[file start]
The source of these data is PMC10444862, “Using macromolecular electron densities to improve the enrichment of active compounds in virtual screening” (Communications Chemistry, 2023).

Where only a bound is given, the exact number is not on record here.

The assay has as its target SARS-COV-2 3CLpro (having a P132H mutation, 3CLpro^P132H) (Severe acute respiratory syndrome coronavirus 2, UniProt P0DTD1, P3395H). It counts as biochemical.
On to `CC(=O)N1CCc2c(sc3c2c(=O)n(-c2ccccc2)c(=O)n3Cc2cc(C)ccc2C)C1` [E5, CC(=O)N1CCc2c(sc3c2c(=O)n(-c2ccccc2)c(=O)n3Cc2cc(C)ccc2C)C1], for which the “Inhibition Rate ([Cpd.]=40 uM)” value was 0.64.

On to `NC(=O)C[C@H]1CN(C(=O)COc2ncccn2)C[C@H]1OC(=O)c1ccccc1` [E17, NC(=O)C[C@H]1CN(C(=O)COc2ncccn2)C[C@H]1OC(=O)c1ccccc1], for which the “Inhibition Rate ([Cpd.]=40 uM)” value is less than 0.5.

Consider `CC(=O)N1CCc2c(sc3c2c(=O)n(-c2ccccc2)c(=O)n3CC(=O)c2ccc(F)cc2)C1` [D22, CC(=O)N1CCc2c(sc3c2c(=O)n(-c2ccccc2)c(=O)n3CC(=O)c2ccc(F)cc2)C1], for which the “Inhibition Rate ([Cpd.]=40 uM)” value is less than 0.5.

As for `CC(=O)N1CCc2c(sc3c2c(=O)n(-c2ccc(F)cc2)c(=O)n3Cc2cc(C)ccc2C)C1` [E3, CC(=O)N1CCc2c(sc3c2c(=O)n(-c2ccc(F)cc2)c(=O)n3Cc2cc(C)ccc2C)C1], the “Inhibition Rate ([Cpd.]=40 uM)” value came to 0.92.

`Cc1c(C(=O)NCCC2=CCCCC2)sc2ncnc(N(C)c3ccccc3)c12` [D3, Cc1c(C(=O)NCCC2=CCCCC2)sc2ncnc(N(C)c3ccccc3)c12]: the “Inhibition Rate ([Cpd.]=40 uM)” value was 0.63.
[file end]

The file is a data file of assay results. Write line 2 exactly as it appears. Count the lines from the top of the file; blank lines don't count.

Where only a bound is given, the exact number is not on record here.